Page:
Wrong Bones in That Sarcophagus : 444 Years Later, Mystery of Pizarro Is Laid to Rest
The life and bloody assassination of Francisco Pizarro are well-documented. The mystery, however, did not begin until after his death--and it has endured for four centuries.
Now, scientific detectives say they have finally solved The Case of the Conqueror’s Bones. Unmasking an impostor mummy along the way, the investigators say they have positively identified the bones of the elusive Pizarro, enabling them to reconstruct a 444-year-old murder in startling detail.
As the fruit of the scientific adventure, Pizarro’s remains were finally laid to rest here last month in a funeral rite that the old conquistador himself had prescribed in his will, dated 1537.
Francisco Pizarro entered the pages of history as an illiterate swineherd. Half a century later, he had been memorialized as the conqueror of the Inca empire, founder of the city of Lima and viceroy of Peru.
A wiry 5 feet 9 inches, Pizarro was scarred, jut-jawed, heavily muscled and 63 years old when he died with a sword in his hand on Sunday, June 26, 1541, the victim of South America’s first coup.
“Pizarro bled to death,” said pathologist Uriel Garcia. “The fatal blow was a sword thrust that clipped his right jaw, probably cut the jugular vein and the carotid artery, and severed his spine. He was likely paralyzed when death came.”
Garcia and his Peruvian colleagues had a lot of help piecing together the Pizarro puzzle. Archeologists, anthropologists, pathologists, radiologists, chemists, historians and other volunteer gumshoes from hospitals, art museums and universities all chipped in to solve the mystery.
“Once the Pizarro bug bit, it became a passion for a lot of excited people,” said Hugo Ludena, an archeologist-historian who directed the quest for Pizarro as head of a Peruvian government agency that safeguards historic treasures.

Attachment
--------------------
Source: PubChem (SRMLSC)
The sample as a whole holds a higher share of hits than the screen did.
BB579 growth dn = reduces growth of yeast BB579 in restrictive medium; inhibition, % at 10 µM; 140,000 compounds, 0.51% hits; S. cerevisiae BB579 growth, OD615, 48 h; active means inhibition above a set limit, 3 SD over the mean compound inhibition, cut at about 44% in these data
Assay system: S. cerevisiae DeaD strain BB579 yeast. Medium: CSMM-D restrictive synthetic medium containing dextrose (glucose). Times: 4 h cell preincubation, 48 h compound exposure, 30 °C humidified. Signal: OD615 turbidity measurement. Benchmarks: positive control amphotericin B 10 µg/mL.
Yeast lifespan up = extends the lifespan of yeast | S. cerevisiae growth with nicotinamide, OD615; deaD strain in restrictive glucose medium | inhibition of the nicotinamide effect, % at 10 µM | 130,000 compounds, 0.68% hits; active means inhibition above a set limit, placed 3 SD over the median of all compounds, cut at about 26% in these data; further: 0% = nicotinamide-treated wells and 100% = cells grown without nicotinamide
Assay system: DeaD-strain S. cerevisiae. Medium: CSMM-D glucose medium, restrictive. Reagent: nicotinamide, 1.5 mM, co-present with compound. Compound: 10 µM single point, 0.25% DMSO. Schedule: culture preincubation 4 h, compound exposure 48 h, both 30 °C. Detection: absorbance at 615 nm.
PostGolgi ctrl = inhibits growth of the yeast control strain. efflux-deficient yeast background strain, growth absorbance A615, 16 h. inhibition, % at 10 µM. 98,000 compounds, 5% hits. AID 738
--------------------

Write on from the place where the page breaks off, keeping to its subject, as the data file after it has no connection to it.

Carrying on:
The story has two beginnings--436 years apart.
After Mass on the fateful day, Pizarro and some friends had lunch at his house on the Plaza de Armas in Lima, the city he founded six years before. The site is now Peru’s presidential palace, across the plaza from the magnificent cathedral where Pizarro’s remains rest in a marble chapel.
About a dozen assassins led by Diego de Almagro, whose father Pizarro had executed as a conspirator the year before--brandishing battle axes, swords, lances and crossbows-- burst into the house as Pizarro was finishing his meal. There was a desperate fight. In the course of it, his skeleton suggests, Pizarro was wounded on the thumb of his sword hand and lost a piece of his right elbow, apparently warding off the blow of an ax. The sword thrust to the throat finally killed him, as a procession of witnesses would later testify to Spanish courts trying his assassins.
Fearing that his killers would sever Pizarro’s head and impale it on a post in the plaza (as Pizarro regularly did to his enemies), friends spirited his body away. They dressed Pizarro in a white habit with a distinctive red cross of the Military Order of the Knights of St. James and buried it that afternoon behind the church.
After his supporters carried off a counterrevolution, Pizarro’s body was exhumed on Jan. 21, 1544, and reinterred with honor under the main altar of the church. He stayed there in a wooden coffin for about 85 years, according to a painstaking chronology assembled by Ludena.
In the next decades, Pizarro’s body was repeatedly shifted around as the church was expanded into one of the New World’s most beautiful cathedrals and fell victim to such vexations as earthquakes.
In 1661, there was a watershed exhumation. Pizarro’s skull was placed inside a lead box. His skeleton went into a wooden box wrapped in velvet.